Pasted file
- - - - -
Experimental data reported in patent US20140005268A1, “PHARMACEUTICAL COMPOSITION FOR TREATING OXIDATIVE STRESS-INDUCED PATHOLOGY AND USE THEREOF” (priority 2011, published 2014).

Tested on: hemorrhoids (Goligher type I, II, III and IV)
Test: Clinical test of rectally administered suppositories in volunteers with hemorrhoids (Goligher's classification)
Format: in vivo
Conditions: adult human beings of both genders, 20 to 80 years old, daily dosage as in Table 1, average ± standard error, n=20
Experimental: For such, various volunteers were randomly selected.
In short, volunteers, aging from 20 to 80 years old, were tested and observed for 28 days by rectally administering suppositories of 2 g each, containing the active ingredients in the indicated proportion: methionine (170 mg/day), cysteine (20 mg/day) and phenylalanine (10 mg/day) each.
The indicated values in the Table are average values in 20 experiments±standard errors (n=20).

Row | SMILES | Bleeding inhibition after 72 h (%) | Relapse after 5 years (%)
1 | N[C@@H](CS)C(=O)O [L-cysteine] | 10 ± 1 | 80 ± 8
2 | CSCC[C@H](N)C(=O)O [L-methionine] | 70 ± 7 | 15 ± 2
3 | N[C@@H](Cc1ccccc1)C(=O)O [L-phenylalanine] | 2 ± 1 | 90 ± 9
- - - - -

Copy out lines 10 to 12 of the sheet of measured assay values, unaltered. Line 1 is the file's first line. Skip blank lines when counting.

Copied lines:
1 | N[C@@H](CS)C(=O)O [L-cysteine] | 10 ± 1 | 80 ± 8
2 | CSCC[C@H](N)C(=O)O [L-methionine] | 70 ± 7 | 15 ± 2
3 | N[C@@H](Cc1ccccc1)C(=O)O [L-phenylalanine] | 2 ± 1 | 90 ± 9